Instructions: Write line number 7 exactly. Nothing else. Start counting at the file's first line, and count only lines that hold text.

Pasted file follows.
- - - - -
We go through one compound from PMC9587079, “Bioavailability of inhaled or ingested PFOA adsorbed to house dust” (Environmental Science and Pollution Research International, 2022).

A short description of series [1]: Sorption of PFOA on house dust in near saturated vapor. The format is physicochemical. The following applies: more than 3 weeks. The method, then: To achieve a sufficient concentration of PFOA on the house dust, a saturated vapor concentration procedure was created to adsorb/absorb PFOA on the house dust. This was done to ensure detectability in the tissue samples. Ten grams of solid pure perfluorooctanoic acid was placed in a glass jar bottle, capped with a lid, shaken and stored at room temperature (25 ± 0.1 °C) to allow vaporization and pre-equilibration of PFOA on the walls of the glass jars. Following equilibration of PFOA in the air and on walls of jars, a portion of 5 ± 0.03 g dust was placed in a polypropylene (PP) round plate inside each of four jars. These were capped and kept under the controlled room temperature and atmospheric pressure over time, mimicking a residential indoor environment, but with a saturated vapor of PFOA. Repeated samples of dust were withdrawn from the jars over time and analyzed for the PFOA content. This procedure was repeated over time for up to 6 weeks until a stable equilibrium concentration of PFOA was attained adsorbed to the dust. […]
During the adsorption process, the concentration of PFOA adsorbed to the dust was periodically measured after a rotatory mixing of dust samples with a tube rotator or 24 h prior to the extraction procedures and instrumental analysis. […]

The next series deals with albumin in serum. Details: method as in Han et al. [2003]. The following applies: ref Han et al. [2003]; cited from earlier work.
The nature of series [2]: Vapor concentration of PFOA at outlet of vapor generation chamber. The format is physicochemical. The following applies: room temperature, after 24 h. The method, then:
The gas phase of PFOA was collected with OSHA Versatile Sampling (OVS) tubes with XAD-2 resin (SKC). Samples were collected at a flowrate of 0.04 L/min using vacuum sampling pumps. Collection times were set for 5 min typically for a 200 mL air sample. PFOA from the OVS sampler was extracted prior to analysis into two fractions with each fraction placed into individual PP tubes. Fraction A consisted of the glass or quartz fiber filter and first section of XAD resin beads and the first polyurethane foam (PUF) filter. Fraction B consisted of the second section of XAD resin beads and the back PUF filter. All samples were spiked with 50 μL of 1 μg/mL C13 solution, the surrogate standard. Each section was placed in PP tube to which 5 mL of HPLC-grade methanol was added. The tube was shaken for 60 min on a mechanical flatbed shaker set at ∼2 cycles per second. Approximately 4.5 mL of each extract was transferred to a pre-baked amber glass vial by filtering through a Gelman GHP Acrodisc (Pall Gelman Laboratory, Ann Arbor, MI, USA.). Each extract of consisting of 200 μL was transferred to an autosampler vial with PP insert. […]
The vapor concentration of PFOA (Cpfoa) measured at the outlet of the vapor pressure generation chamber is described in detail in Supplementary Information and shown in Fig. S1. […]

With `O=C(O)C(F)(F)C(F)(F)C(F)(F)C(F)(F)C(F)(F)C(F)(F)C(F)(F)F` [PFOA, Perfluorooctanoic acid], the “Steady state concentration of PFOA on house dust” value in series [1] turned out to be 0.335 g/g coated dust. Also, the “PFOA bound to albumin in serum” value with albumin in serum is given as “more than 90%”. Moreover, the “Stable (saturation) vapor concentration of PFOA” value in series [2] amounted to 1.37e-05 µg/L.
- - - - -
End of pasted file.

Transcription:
The vapor concentration of PFOA (Cpfoa) measured at the outlet of the vapor pressure generation chamber is described in detail in Supplementary Information and shown in Fig. S1. […]